The Welsh Assembly Government is to publish its draft budget for the next three years later.
The £14.5bn budget covers spending across devolved areas including health, education and economic development.
Ministers from the Labour-Plaid Cymru coalition have said their budget will be cut by £1.8bn in real terms by 2014.
The assembly government is expected to protect education and health but spending on new infrastructure is expected to be cut.
A final decision on the budget will be made early next year, ahead of the next elections for the assembly, due to be held in May.
At the weekend, First Minister Carwyn Jones told the BBC schools, skills and hospitals would be priorities.
In England and Scotland, health spending is protected but the Welsh Assembly Government has decided against ringfencing, instead saying it will focus on protecting front-line services.
The Welsh Conservatives have made a pledge that they would protect the £6bn-plus health budget in its entirety and give it inflation-linked increases every year.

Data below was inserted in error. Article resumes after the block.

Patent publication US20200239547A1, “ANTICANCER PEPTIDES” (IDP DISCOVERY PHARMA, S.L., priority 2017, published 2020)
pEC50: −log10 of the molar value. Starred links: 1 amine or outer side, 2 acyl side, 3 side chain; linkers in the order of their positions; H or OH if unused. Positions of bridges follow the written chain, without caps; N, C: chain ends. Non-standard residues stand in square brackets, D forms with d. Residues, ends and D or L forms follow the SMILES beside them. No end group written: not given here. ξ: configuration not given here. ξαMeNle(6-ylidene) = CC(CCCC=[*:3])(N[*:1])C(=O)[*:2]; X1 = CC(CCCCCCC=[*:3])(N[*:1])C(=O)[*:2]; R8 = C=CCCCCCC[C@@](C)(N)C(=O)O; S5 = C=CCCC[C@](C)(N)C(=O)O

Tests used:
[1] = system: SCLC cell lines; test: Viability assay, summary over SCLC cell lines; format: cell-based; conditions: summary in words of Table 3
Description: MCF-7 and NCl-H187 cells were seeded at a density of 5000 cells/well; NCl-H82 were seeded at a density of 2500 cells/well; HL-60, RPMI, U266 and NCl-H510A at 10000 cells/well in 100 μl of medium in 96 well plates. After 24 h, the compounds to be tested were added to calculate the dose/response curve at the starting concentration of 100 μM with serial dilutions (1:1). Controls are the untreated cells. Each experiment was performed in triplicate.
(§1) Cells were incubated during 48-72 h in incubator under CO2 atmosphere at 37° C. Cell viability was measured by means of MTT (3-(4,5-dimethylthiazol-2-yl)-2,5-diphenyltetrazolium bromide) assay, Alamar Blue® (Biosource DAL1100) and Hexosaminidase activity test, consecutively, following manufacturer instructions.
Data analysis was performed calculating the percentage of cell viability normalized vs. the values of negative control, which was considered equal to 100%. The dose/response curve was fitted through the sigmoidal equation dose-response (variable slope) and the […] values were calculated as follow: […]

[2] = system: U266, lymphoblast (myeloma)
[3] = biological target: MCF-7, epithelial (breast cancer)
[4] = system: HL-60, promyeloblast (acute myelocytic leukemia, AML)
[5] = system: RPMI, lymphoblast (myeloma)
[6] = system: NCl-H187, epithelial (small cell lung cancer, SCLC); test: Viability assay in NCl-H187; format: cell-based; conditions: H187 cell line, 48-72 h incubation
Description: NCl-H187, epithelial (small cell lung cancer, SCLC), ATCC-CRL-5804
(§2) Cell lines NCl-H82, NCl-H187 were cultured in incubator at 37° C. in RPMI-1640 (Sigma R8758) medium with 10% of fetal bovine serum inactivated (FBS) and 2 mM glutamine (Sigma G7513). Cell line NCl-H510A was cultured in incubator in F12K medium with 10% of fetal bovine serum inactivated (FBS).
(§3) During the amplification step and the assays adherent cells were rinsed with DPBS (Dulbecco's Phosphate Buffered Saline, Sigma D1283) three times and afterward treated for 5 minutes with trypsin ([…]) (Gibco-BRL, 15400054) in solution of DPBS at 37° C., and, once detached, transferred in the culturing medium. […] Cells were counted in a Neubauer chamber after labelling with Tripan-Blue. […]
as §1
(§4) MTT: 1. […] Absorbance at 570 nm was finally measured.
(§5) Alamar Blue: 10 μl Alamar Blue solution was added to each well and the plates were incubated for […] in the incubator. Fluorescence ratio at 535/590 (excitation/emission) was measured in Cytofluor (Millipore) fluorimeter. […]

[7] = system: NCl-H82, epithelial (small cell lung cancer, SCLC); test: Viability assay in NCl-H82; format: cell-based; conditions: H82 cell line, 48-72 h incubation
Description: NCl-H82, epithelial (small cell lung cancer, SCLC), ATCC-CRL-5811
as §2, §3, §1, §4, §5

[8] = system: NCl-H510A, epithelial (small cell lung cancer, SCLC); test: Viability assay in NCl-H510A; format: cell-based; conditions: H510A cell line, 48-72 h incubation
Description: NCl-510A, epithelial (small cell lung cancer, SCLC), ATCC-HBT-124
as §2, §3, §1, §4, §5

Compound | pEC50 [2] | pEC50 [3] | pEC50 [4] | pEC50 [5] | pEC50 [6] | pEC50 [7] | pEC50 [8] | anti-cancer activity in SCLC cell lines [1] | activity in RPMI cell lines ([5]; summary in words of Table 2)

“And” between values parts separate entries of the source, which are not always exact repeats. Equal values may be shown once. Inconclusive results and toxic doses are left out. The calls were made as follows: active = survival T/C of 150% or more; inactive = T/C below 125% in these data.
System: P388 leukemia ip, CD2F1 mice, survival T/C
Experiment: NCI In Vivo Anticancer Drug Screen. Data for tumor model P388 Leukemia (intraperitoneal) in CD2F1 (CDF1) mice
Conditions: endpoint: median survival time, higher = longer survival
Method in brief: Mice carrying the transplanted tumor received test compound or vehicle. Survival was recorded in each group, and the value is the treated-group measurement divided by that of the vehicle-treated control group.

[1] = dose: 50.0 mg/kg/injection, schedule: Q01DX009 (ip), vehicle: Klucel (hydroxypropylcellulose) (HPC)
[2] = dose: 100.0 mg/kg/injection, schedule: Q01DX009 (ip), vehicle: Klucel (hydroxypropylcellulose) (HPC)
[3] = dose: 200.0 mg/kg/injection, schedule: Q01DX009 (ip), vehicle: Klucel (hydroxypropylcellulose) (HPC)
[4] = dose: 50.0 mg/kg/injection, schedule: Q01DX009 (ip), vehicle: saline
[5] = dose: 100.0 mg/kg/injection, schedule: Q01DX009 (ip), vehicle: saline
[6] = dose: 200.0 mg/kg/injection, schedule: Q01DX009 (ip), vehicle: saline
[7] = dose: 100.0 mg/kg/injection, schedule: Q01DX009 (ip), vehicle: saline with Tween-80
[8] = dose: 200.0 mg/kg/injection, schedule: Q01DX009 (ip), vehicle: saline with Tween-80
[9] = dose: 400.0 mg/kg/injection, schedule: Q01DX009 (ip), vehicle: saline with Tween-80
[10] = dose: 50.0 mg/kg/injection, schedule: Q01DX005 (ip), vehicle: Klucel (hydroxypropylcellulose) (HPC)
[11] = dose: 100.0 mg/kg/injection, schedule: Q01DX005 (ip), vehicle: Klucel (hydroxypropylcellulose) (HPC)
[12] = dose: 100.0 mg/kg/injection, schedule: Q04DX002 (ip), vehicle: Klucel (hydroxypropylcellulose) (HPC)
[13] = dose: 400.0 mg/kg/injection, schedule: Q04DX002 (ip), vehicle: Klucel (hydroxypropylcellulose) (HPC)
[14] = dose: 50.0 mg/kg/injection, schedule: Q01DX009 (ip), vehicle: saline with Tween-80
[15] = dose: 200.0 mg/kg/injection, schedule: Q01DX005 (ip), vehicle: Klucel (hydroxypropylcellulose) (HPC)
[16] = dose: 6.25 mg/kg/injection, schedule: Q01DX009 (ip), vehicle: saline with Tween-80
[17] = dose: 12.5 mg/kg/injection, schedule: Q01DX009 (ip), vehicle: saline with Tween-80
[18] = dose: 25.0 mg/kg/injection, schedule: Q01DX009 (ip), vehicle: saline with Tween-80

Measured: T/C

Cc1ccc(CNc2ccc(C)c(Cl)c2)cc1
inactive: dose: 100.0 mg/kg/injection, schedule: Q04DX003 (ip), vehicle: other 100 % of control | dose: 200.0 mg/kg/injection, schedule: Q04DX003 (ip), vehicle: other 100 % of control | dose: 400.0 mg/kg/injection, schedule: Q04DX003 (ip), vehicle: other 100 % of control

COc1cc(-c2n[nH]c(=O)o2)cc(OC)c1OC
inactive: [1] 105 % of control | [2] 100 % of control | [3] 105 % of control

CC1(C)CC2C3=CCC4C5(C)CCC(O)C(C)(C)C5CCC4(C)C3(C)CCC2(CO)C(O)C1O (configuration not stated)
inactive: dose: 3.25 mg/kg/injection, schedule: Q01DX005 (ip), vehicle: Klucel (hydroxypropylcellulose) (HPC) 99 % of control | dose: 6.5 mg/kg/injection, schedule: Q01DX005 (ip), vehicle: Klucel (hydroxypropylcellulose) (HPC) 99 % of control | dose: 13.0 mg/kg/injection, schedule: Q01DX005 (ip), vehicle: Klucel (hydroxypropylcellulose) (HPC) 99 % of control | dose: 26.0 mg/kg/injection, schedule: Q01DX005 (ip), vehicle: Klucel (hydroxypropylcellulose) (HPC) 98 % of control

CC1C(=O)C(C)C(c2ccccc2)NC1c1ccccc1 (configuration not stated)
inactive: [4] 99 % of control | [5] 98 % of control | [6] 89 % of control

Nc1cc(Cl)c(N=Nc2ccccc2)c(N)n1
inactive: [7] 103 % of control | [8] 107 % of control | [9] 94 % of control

But this would mean severe cuts elsewhere in government expenditure and the party has not said where those would be made.
Mr Jones said free prescriptions and hospital parking would be maintained in the budget.
Gerry Holtham, who chaired the independent group looking at the way Wales is funded, told BBC Radio Wales that spending on infrastructure would be badly hit.
"The cuts over four years are about 7.5% in the ordinary budget but the really unpleasant looking cuts are 41% in the infrastructure budget," he said.
"Wales has rather under spent on infrastructure in recent years anyway.
"We haven't always spent all of our capital allocation so to have the capital allocation now cut by 41% is going to leave us very short of money for any infrastructure development, building schools, or anything else."
The draft budget will be published at 1500 GMT but the final budget will be some time in the New Year.